Speaking Nicely


It’s amazing how many times I have said to children “Who are you talking to like that?”  

I have said it after a toddler has refused to clean up and says something like, “I’m NOT cleaning up!  You clean it up!” with the stubbornness and attitude that only a “terrible 2” can exhibit. I have said it to 8 year-olds when they are yelling at their siblings.  I have said it to teenagers and tweens when they are demanding that life is not fair and they should be allowed to do whatever it is that I have just said “no” to.  

There are other people and times where I have wanted to but didn’t say, “Who are you talking to like that?!”

I haven’t said it at the supermarket when I have heard a father snapping and swearing at his kids for touching all of the cereal boxes.  I haven’t said it on the bus when I have heard a mom angrily telling her preschooler to “shut up”.  I haven’t said it to teachers who are fed up and yell at their classroom of middle schoolers who are acting up. And I haven’t said to to myself when I have had a bad day and snap unnecessarily at the people I love.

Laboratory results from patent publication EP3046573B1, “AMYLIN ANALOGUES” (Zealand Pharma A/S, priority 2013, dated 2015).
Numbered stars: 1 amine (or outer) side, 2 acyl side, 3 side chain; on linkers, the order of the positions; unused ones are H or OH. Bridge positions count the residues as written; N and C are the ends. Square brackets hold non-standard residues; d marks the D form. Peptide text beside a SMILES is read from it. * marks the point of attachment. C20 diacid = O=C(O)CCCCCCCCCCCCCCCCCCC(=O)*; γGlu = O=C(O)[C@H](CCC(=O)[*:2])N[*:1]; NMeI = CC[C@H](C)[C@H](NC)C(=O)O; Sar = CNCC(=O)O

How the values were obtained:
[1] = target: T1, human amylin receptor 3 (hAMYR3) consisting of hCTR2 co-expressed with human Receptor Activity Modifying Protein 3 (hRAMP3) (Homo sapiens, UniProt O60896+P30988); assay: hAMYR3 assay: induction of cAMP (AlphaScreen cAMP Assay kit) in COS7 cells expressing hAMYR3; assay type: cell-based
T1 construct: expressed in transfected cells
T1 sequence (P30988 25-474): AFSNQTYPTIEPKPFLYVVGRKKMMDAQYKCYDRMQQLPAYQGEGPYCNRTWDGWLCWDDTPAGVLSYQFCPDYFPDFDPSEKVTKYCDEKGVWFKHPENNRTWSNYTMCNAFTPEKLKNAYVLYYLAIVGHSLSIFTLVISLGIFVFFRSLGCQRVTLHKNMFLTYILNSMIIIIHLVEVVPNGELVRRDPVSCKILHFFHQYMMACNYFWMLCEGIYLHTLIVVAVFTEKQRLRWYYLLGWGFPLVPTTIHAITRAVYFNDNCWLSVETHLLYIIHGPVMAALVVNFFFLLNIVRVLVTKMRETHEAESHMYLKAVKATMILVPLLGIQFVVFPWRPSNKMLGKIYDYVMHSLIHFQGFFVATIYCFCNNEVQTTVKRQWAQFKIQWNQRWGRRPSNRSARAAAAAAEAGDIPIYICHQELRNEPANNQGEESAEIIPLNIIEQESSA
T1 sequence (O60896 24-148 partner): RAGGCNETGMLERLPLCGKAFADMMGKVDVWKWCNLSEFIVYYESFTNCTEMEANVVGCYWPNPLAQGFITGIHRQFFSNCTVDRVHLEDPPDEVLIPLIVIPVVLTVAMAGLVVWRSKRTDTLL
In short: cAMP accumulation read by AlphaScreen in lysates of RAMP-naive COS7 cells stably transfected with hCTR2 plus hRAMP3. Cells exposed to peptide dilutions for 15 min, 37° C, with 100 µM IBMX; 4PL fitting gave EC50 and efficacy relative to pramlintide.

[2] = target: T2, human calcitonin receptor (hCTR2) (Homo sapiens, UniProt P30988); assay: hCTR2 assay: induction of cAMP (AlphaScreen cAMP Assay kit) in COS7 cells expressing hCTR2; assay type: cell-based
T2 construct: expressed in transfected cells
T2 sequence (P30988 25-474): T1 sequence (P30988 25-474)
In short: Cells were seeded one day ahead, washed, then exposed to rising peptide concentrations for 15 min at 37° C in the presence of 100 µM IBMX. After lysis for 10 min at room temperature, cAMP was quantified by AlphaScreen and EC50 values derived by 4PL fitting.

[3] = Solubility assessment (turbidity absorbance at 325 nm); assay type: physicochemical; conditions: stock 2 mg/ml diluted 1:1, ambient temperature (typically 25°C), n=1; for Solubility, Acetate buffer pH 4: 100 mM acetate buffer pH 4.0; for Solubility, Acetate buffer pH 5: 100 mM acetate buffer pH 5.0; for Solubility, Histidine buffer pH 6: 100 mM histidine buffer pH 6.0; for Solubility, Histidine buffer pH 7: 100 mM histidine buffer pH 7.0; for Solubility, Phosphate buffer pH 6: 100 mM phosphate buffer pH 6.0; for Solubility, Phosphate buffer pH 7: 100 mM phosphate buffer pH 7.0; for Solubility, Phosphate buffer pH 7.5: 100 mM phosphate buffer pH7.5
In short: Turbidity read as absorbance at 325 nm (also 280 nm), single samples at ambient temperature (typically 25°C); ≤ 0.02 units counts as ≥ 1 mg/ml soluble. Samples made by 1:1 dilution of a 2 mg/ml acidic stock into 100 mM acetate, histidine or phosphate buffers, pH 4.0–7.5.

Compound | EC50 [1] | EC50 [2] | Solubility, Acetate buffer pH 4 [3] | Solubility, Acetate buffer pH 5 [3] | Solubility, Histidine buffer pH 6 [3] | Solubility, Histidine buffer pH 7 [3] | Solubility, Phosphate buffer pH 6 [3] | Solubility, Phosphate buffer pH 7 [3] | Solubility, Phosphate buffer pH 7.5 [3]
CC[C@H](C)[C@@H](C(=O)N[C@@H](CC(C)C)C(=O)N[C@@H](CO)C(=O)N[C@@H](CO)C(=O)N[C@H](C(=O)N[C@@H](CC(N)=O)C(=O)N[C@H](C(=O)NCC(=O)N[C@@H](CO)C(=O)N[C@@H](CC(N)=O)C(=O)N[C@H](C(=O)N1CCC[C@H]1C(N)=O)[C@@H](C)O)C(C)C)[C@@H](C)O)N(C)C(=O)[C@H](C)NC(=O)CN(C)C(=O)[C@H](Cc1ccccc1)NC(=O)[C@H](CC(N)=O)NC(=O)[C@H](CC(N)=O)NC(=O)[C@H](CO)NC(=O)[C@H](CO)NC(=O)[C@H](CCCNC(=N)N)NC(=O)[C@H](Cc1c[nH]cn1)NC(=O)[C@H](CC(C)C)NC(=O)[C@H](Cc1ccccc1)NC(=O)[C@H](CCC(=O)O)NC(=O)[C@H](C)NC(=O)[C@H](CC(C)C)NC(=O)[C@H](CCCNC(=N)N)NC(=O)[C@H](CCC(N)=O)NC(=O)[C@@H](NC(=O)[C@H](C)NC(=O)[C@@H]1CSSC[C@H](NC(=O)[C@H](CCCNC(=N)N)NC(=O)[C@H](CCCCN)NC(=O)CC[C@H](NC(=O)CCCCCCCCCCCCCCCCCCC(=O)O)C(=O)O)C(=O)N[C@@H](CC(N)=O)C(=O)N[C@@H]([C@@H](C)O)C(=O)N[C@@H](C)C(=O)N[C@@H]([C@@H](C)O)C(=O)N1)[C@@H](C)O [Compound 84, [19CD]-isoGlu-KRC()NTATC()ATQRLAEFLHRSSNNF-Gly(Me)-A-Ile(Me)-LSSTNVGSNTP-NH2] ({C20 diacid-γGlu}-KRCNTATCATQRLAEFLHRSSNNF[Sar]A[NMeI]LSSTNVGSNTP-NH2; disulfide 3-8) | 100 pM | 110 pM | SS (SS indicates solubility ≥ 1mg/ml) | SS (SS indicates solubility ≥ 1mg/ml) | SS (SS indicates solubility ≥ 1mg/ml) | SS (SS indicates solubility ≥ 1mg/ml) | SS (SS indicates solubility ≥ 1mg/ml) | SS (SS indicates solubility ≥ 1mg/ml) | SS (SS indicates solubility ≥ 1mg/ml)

But maybe I should.  The question of “who are you talking to like that?” is a good one and it’s one that we as adults need to remember to ask of ourselves too.  Children are tough.  They are going to push buttons, they are going to act out, they are going to explore the world at times when you don’t have time or don’t want them to do it (e.g. checking out all the cereal boxes at the supermarket).  But we need to check ourselves, continuously.  How are we speaking to our children and to other members in the family? Would we want our children or other people talking to us the way we are talking to them? Probably not.

A mom at meeting today said, “sometimes, as parents, we just flip our lid.”  She continued to talk about how she tries to remember to speak positively to her children even when she is the most frustrated.  She mentioned that she has a sheet of nice phrases to say to your child; things like, “you are fantastic” or “nice job!”.  She said she puts that sheet on her refrigerator to help her to remember to speak nicely to her children both when she is “flipping her lid” and when she she is not. This post is a reminder to speak nicely.  Especially to our children, and especially at the times when they really are pushing our buttons.



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Amazing Moms